(Clicking on image will take you to Amazon.com)
that he was able to give as the gift, but we didn't really have any appropriate package for it. Of course he didn't find out until the next day that he was SUPPOSED to wrap it in newspaper so no one could tell one package from another, but oh well! So anyway, being that he loved his duct tape wallet that I made for him so very much, I came up with the idea to make a duct tape gift bag for his gift exchange present. J So I used a paper bag as a template and then scaled to match the book, allowing for overlap at the top to make the closure. I then created a sheet of "duct tape cloth" using the technique I learned in doing the wallets, which is basically like this...
- Start by having a non-stick, cut-able surface available. I use one of the large quilter's self-healing mats for this and it works well.
- Tear off a strip of duct tape the length of your finished piece plus 1". So, if you need a sheet of "cloth" that is 14" long, you'd make your first strip 15"
- Tear off two more strips this same length.
- Place your first strip sticky-side-up on your cutting surface.
- Line up your second strip and place it, sticky-side-down, half-way onto this piece. So, if your duct tape is 2" wide, you'd place the edge of the second strip 1" onto the first strip, with 1" hanging off. So at this point you should have 1" of uncovered tape, sticky side up (the first strip) and 1" of uncovered tape, sticky side down (the second strip).
- Line up your third strip, sticky-side-down, and cover the remaining sticky-side-up portion of strip 1. So now you should have two strips, sticky-side-down showing with none of strip #1 showing at all.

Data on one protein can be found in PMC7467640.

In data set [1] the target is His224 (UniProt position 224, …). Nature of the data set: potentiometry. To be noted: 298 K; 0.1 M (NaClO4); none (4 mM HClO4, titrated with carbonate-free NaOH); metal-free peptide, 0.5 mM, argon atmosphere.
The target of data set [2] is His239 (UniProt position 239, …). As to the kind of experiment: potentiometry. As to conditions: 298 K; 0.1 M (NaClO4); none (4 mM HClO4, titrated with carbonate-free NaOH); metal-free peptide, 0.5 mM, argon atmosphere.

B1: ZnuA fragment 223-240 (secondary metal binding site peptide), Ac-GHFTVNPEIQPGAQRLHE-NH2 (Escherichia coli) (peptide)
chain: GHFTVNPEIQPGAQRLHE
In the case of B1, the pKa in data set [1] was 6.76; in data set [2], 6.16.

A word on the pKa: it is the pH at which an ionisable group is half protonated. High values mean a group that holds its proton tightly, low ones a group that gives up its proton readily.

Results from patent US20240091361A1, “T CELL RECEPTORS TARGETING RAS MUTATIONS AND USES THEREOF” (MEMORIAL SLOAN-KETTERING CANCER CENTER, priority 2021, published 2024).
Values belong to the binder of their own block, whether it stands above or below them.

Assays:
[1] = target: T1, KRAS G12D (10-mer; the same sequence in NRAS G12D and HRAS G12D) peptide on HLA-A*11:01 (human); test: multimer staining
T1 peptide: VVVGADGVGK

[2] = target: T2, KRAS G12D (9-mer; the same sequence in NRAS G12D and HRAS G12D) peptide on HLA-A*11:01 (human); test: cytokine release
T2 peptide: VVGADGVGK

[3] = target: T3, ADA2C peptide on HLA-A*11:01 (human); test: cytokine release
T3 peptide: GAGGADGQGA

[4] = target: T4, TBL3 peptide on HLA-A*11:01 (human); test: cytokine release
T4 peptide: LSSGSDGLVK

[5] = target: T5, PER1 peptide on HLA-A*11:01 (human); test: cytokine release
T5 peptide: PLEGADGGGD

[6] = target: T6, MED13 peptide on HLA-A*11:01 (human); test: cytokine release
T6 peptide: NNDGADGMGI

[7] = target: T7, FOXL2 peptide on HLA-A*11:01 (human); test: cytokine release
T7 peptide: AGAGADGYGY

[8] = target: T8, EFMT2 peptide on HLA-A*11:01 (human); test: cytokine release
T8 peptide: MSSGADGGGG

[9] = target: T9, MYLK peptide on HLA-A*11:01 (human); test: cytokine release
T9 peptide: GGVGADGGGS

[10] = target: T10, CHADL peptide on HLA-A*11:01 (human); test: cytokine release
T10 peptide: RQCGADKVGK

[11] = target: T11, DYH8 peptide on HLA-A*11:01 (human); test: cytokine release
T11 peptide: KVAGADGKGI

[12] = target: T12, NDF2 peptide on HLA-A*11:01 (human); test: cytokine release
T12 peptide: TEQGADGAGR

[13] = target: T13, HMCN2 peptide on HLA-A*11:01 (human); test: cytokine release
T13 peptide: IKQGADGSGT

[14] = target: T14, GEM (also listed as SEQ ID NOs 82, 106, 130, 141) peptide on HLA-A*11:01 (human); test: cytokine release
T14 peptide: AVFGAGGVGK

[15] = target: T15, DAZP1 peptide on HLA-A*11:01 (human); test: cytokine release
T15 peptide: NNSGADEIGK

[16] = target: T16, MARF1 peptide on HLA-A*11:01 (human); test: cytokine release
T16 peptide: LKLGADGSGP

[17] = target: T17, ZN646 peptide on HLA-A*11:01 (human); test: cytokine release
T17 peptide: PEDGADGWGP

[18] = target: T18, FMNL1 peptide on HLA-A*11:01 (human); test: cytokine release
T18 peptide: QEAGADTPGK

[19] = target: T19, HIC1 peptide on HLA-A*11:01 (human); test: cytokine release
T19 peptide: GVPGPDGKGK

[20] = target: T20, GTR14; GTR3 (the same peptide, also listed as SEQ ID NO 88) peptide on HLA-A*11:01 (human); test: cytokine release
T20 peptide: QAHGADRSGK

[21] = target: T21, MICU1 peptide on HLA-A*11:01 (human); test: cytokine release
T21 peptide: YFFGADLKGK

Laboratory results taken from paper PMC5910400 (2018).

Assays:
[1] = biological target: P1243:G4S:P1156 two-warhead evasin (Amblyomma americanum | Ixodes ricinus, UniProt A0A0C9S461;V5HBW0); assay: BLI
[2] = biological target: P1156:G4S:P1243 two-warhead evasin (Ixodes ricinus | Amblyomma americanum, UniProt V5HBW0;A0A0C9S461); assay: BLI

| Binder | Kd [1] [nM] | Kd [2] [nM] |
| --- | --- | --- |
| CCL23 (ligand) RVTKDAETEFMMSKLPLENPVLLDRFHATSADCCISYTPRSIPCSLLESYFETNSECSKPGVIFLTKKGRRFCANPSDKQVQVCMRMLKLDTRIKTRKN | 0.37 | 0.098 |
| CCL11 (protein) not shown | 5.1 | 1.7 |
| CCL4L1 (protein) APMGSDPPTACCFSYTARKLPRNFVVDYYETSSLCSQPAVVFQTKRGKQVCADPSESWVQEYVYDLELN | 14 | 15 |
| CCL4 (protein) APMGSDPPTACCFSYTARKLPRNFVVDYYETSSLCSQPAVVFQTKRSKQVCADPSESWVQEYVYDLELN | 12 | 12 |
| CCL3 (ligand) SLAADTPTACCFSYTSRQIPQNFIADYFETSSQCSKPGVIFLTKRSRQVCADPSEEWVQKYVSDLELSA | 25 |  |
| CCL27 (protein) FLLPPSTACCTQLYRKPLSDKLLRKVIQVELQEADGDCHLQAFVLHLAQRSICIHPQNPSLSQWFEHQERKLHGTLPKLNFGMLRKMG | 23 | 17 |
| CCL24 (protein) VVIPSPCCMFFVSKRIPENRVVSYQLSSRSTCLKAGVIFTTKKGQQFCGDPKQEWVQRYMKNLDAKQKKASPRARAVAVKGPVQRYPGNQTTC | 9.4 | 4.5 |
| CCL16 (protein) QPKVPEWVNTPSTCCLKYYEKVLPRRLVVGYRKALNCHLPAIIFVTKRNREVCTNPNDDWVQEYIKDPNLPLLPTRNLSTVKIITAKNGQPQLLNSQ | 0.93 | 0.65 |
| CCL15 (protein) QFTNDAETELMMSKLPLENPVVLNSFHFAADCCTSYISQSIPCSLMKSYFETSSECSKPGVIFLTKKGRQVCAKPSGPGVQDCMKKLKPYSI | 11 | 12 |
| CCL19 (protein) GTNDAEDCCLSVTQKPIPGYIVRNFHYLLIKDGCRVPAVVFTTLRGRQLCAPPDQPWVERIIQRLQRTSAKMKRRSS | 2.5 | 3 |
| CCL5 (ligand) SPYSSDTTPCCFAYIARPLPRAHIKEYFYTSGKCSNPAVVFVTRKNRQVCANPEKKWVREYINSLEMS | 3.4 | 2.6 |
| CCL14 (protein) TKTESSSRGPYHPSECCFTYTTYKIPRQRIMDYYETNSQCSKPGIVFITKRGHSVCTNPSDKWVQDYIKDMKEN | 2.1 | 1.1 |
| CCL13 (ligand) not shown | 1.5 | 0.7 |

- Flip your strips over so that strip #1 is now on top and the sticky sides of 2 & 3 are face up. Fold one of these sticky sides down onto strip #1 to form your edge strip.
- Now repeat adding strips in alternate fashion (sticky-side-up, sticky-side-down, etc.) until you have a sheet that is the width you need. When measuring for your final width, don't forget to account for the extra "fold down" part of your sheet so you can have a nice clean finished edge. Once you have enough strips joined together, fold that last strip over like you did at the top of your sheet to finish it off.
Viola! You now have a sheet of "duct tape fabric" that you can do lots of things with!
So, I took the sheet of "fabric" and formed a "lunch sack" type bag with it, complete with folding sides and bottom. I just used extra strips of tape to create the seams. I put the book in to find where I could fold it down and then marked a spot to put holes to tie it closed. Using my eyelet hole punch (from scrapbooking) I punched holes in the top of the bag and in the body of one side of the bag for tying. Mike got some CAT-5 cable from his stash and stripped the insulation off so I was left with a bundle of twisted colored wire, which I used to make the bow tie closure. I then added a red poinsettia paper flower ornament with a glue dot because I told him the black bag just didn't look very "Christmasy" to me Anyway, he liked it and said it was a hit with those who got to see it before he had to take the book out and re-wrap it in newspaper And he gave the bag to the person who got the book (his friend Doug I think) in the end as well. It was a very sturdy bag and would probably make a really neat lunch bag for a fun-loving kid. Surface washable too! Anyway, here's a couple of pics of the finished product (click on them for larger views).